[Haskell-cafe] pointers for EDSL design

Dominique Devriese dominique.devriese at cs.kuleuven.be
Tue Oct 12 09:15:53 EDT 2010

2010/10/12  <oleg at okmij.org>:
>> An alternative approach to model sharing at the object level is the
>> technique I use for modelling context-free grammars in my PADL 2011
>> paper "Explicitly Recursive Grammar Combinators"...  Using ideas from
>> the Multirec generic programming library and some recent Haskell type
>> system extensions (most importantly GADTs and type families), you can
>> do this in a well-typed way for sets of mutually recursive
>> object-level expressions.
> I guess you are using what I call `the initial embedding' of an object
> language. Somehow I prefer the final embedding.

No. In the library, I use both embedding styles for different
purposes, but what I was referring to here (the construction of
production rules) is actually implemented using what you call a typed
tagless-final embedding. I see the technique as an encoding of
*recursion* in a typed tagless final object language in such a way
that the recursion is observable in the host language.

Suppose you have the following (logically inconsistent ;)) code (in
Haskell notation):
  term1 :: Int
  term1 = if term2 then 1 else 2
  term2 :: Bool
  term2 = term1 == 2

and you want to model it in the typed tagless final encoding of simply
typed lambda calculus from the examples in your online typed tagless
final lecture notes [1] extended with implicit arbitrary recursion.
Then you could do

  data Term1
  data Term2

  data TermDomain ix where
       Term1 :: TermDomain Term1
       Term2 :: TermDomain Term2

  data family TermVal ix
  newtype instance TermVal Term1 = TV1 {unTV1 :: Int}
  newtype instance TermVal Term2 = TV2 {unTV2 :: Bool}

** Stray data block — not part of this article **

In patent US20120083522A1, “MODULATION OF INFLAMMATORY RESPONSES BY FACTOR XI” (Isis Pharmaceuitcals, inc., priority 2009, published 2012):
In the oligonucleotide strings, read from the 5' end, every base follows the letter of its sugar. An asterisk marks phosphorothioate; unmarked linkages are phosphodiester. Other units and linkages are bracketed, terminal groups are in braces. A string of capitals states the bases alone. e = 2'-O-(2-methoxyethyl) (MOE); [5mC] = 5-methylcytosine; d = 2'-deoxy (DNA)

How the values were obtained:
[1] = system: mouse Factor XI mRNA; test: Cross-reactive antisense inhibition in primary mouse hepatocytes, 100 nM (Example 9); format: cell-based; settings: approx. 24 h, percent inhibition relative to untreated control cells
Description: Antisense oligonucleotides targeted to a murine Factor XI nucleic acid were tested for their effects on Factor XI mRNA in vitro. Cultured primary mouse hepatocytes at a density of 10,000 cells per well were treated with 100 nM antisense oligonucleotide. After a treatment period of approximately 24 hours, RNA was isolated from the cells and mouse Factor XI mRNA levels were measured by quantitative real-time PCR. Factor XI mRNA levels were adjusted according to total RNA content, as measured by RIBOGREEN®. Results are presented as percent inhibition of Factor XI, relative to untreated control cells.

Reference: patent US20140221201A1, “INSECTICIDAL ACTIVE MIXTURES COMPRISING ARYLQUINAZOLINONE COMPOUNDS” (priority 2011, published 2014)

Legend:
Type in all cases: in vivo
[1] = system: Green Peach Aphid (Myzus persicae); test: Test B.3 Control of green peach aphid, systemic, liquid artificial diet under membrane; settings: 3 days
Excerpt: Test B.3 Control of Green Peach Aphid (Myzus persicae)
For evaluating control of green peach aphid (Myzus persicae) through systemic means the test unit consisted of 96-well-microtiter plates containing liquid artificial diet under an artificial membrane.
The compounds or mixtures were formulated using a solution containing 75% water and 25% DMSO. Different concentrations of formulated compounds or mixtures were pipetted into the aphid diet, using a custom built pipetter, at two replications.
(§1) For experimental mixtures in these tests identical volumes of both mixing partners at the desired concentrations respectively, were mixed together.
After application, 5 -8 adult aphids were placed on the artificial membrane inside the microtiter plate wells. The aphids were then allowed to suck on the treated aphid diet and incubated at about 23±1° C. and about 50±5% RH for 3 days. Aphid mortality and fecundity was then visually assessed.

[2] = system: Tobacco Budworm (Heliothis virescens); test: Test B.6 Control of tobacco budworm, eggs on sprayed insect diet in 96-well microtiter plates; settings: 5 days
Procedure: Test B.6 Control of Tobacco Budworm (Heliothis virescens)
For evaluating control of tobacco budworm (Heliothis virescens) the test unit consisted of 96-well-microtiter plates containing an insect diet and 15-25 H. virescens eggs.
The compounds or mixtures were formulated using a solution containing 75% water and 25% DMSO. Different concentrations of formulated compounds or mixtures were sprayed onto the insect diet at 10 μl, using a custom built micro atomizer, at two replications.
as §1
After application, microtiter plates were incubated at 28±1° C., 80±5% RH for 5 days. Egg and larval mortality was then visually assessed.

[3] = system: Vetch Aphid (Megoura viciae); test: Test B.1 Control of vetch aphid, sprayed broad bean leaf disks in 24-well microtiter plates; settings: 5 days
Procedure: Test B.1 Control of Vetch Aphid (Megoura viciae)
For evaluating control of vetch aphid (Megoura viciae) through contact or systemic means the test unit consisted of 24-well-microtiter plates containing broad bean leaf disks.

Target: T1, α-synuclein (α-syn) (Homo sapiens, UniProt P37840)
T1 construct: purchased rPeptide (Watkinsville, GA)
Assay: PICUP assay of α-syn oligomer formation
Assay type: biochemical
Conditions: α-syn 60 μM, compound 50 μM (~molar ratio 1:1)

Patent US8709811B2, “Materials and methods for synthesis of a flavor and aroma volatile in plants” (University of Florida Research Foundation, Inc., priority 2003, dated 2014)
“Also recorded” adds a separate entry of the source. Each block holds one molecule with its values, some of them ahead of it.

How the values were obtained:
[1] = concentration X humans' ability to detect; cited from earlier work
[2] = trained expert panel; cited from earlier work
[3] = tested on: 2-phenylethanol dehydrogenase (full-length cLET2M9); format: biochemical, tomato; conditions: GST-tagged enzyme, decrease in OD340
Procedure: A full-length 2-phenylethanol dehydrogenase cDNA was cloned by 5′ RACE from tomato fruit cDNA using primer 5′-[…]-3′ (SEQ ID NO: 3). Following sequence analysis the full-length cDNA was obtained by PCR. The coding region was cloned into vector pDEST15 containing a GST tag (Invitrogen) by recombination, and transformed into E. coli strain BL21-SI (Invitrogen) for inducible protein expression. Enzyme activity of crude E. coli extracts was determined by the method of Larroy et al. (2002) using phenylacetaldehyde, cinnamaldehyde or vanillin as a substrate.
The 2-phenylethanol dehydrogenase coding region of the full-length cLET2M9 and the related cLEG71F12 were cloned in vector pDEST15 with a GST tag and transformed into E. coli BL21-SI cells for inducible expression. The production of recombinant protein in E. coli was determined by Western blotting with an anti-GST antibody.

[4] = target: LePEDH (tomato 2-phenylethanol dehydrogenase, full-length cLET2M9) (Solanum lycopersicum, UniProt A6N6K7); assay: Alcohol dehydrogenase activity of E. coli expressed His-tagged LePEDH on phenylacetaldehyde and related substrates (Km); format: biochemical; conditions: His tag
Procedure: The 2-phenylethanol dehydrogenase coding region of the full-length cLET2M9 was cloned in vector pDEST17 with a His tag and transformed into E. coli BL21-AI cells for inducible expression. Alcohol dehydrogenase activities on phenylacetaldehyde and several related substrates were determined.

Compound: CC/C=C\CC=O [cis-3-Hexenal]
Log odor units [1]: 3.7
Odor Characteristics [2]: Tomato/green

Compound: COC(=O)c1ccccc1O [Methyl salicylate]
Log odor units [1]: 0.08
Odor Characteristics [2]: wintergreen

class ExtraSymantics repr where
        if_ :: repr h Bool -> repr h a -> repr h a -> repr h a
        eq_int :: repr h Int -> repr h Int -> repr h Bool

  class RecSymantics repr phi | repr -> phi where
    ref :: phi ix -> repr h (TermVal ix)

  terms :: (Functor (repr h), Symantics repr, ExtraSymantics repr,
            RecSymantics repr TermDomain) => TermDomain ix -> repr h
(TermVal ix)
  terms Term1 = fmap TV1 $ if_ (fmap unTV2 (ref Term2)) (int 1) (int 2)
  terms Term2 = fmap TV2 $ eq_int (fmap unTV1 (ref Term1)) (int 2)

In this way, the embedding models the object language recursion in
such a way that the recursion remains observable in the host language
because you can implement it the way you want in your RecSymantics
instance. Possible needs for this observable recursion could be that
you want to do some form of recursion depth-bounded evaluation or some
form of static analysis or whatever... Such modifications are
fundamentally impossible if you model object language recursion
naively using direct host language recursion.

For my parsing library, I need these techniques to get a good view on
the recursion in the grammar. This allows me perform grammar
transformations and analysis.


[1]  http://okmij.org/ftp/tagless-final/course/#infin1

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